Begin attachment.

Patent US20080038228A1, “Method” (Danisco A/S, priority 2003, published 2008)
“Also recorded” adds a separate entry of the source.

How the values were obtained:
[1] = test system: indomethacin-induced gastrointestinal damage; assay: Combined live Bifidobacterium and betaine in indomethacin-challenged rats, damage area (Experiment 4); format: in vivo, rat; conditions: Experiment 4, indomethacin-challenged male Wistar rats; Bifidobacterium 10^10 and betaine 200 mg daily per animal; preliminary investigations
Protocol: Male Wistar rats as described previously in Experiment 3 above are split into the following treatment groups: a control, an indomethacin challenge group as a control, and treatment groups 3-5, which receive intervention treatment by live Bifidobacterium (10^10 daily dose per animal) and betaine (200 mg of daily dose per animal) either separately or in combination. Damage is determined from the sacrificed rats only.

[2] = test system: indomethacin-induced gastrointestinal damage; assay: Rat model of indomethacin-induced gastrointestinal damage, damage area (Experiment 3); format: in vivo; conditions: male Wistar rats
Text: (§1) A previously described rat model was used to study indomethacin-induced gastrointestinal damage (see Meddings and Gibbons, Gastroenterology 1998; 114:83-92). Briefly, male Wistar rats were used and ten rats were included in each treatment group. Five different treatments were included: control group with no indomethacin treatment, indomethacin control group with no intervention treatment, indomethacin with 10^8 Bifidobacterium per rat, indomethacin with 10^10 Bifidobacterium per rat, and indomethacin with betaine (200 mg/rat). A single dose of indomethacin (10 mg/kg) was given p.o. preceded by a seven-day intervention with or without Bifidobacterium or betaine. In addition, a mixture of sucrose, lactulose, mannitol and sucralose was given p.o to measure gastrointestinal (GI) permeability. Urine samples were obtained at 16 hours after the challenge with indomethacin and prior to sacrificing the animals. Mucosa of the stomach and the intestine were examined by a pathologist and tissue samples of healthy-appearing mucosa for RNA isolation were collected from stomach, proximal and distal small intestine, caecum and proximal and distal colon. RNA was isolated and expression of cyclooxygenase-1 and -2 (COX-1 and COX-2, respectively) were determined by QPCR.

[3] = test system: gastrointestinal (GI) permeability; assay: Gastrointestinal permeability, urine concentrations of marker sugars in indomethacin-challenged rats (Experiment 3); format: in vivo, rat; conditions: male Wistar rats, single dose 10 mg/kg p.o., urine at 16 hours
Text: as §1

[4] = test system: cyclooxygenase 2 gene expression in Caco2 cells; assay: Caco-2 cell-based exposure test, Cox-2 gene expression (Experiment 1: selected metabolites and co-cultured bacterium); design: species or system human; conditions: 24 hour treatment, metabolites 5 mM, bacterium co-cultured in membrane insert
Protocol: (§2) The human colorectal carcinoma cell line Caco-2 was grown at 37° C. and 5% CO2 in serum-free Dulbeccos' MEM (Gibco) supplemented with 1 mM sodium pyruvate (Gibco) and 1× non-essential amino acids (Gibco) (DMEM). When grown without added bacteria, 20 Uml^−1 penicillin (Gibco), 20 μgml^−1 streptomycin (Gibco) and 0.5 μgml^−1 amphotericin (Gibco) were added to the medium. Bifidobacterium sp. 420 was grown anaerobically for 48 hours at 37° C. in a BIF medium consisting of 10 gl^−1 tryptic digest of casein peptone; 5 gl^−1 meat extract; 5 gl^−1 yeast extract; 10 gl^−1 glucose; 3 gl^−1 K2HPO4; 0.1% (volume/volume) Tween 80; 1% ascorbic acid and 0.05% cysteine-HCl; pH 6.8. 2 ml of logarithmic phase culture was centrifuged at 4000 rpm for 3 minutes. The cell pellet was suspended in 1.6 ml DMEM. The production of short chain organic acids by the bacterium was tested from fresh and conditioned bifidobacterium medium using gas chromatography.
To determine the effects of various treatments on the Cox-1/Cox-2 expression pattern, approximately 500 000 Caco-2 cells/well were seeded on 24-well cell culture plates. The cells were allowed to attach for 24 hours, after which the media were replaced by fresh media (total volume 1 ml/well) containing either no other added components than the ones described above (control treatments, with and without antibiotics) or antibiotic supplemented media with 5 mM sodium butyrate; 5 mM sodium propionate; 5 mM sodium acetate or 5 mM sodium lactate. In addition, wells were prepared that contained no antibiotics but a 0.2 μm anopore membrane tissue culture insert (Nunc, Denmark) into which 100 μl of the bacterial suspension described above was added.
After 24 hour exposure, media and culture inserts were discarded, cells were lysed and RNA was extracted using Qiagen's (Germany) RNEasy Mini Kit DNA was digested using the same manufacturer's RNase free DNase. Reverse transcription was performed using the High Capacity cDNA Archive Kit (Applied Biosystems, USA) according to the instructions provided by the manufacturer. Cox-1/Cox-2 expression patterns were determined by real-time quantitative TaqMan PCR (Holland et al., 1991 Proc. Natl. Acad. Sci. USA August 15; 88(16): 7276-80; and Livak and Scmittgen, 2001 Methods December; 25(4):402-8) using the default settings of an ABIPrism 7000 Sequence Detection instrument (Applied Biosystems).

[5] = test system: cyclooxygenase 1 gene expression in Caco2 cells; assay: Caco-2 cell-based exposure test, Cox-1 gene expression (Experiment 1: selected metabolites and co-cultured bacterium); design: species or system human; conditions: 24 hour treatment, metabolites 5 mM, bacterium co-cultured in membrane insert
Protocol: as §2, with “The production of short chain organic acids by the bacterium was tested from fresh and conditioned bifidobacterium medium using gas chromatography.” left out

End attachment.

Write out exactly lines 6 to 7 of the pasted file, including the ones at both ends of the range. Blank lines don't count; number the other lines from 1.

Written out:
[2] = test system: indomethacin-induced gastrointestinal damage; assay: Rat model of indomethacin-induced gastrointestinal damage, damage area (Experiment 3); format: in vivo; conditions: male Wistar rats
Text: (§1) A previously described rat model was used to study indomethacin-induced gastrointestinal damage (see Meddings and Gibbons, Gastroenterology 1998; 114:83-92). Briefly, male Wistar rats were used and ten rats were included in each treatment group. Five different treatments were included: control group with no indomethacin treatment, indomethacin control group with no intervention treatment, indomethacin with 10^8 Bifidobacterium per rat, indomethacin with 10^10 Bifidobacterium per rat, and indomethacin with betaine (200 mg/rat). A single dose of indomethacin (10 mg/kg) was given p.o. preceded by a seven-day intervention with or without Bifidobacterium or betaine. In addition, a mixture of sucrose, lactulose, mannitol and sucralose was given p.o to measure gastrointestinal (GI) permeability. Urine samples were obtained at 16 hours after the challenge with indomethacin and prior to sacrificing the animals. Mucosa of the stomach and the intestine were examined by a pathologist and tissue samples of healthy-appearing mucosa for RNA isolation were collected from stomach, proximal and distal small intestine, caecum and proximal and distal colon. RNA was isolated and expression of cyclooxygenase-1 and -2 (COX-1 and COX-2, respectively) were determined by QPCR.